3. Sam Says:

    This article makes it seem not only simple, but progressive:

    http://muthamagazine.com/2014/01/mama-ella-has-a-penis-marlo-mack-on-how-to-talk-to-your-children-about-gender-identity/

    When one reader wondered whether the author of the article was simply propagating gender stereotypes, one commenter replied by saying, “The author’s child DOES feel like a little girl. It’s not a change in gender identity imposed by the adults, it IS their identity as far as we know.”

    The author’s son said he was really a girl when he was three years old. His mother says she is now the mother of “a happy, confident little transgender girl who just started kindergarten.”

    There are overtones of eugenics in this. Absolutely chilling.

    • Adrian Says:

      As always (I realize I sound like a broken record by now, really I do) I have to ask the question, what does it mean to “feel like a little girl?” Can either the kid OR the mom put that into actual descriptive words?

      Absolutely chilling indeed.

      The fact that people don’t see the rampant misogyny involved in considering that “think like a girl” is a THING just scares me.

      • GallusMag Says:

        This is why they need the thought terminating slogans. Because if you tied them down the only way they could describe “feeling like a girl” without using sexist cliches is to describe body dysmorphia: “He feels like his penis and testicles should be a vulva and ovaries. He feels like his reproductive system is defective.” Which casts a stark light on the child’s mental health and makes the situation much more worrisome and dire to the general public.

      • GallusMag Says:

        Without body dysmorphia, all that is left is outdated sexist cliches. Like hair length. Clothing. etc. There is nothing else.

      • Adrian Says:

        @GallusMag – I must admit, when I was 3 years old or what, I had no idea what ovaries even ARE, never mind that I had any!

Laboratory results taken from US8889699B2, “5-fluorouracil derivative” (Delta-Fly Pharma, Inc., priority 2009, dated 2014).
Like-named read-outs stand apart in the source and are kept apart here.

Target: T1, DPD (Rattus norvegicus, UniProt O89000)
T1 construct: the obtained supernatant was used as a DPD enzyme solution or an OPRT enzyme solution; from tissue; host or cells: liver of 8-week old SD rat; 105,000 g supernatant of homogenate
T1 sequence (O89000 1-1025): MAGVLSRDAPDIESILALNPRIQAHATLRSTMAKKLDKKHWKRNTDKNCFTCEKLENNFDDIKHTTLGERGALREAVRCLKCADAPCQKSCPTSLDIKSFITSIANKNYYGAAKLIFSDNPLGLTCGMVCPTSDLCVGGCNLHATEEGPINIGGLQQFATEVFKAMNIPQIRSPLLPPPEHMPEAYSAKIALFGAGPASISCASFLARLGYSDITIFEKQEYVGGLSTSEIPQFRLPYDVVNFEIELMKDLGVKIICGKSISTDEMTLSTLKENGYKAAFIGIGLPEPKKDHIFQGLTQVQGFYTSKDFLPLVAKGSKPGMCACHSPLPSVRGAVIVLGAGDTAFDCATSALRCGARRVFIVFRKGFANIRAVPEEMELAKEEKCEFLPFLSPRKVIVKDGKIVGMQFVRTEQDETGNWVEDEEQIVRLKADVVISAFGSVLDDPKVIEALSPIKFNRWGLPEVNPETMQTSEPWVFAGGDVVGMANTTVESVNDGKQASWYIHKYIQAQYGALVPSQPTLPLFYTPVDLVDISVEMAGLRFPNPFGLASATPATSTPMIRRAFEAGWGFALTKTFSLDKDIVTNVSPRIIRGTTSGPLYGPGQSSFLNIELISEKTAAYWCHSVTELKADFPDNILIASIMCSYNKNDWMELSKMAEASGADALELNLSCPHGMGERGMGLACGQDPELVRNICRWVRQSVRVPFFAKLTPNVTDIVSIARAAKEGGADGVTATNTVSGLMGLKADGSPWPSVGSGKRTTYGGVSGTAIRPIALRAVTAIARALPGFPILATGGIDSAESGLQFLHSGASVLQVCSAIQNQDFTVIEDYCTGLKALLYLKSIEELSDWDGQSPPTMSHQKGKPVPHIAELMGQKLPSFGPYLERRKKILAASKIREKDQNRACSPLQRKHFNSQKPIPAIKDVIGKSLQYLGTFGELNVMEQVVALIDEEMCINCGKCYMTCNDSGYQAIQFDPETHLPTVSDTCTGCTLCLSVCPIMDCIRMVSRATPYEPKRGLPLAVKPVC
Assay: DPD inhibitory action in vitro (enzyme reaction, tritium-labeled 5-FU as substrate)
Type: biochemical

I think I had “the talk” in the next year when I was 4 (my mother was pregnant with my little sister so it was the obvious topic of conversation in our house then).

        I remember being told everything from when the sperm meets egg, finding it fascinating, and yet wondering just how the two met. And yet I somehow sensed this was something I shouldn’t ask my mother. So I wondered for a while, what, is there is some day it just flies across the room or what? And yet, not everyone has the same birthday, so that can’t be it… ah, hilarious my naiveness.

        Still though, at 3 or so or as far as I can remember, even with no knowledge of interior structures, it was all about well, you’re a girl, so, you will be a mom and that’s what you’re suited for, and whatever else.

        …never did have kids in actual life (my sister has taken care of the grandchildren providing, so the pressure is off of me, thank her for that). So many dire predictions of how my life would be terrible for not conforming, did not actually come true.

        But so yeah, some kid is 3 years old, and supposedly (SUPPOSEDLY, because yeah I have major side eye going on) saying that he “feels like a girl” – just what is that possibly about?

      • LC Says:

        @Adrian- I love that, picturing sperms and eggs flying across the room to meet. I can remember thinking the same thing about what it meant to ‘be a girl’ from a young age, around 4 or 5- and resenting it. Having children meant, to me, as an actual girl child, being married, a housewife, and being tied to my family rather than to myself.

        But it never occurred to me to tell my parents that ‘I was really a boy’, and I find it hard to believe that any child does that spontaneously, with no prompting from an adult. The only way I knew as a child to explain that resentment was to tell my parents I was never getting married or having children- and hey, that prediction came true!

      • Adrian Says:

        @LC – You mention “Having children meant, to me, as an actual girl child, being married, a housewife, and being tied to my family rather than to myself.” and it reminds me of something else, too.

        Around that same age (kindergarten, maybe?) I hated to “play house.” I never was much for pretend games of any sort, but the whole “let’s play dolls” thing just really never did it for me.

        So! When my group of girl classmates would get together and the inevitable game chosen was “house,” I would always, ALWAYS, insist on the being the Dad.

        Uh-oh, does that mean I’m trans?

        No. I was the Dad so that I could conveniently “go to work” and thereby just get to happily do art on an easel or whatever nearby, without having to mess with the rest of the game.

        …though this is still one step up from my mother I guess, according to her she always insisted on being the dog!

    • GallusMag Says: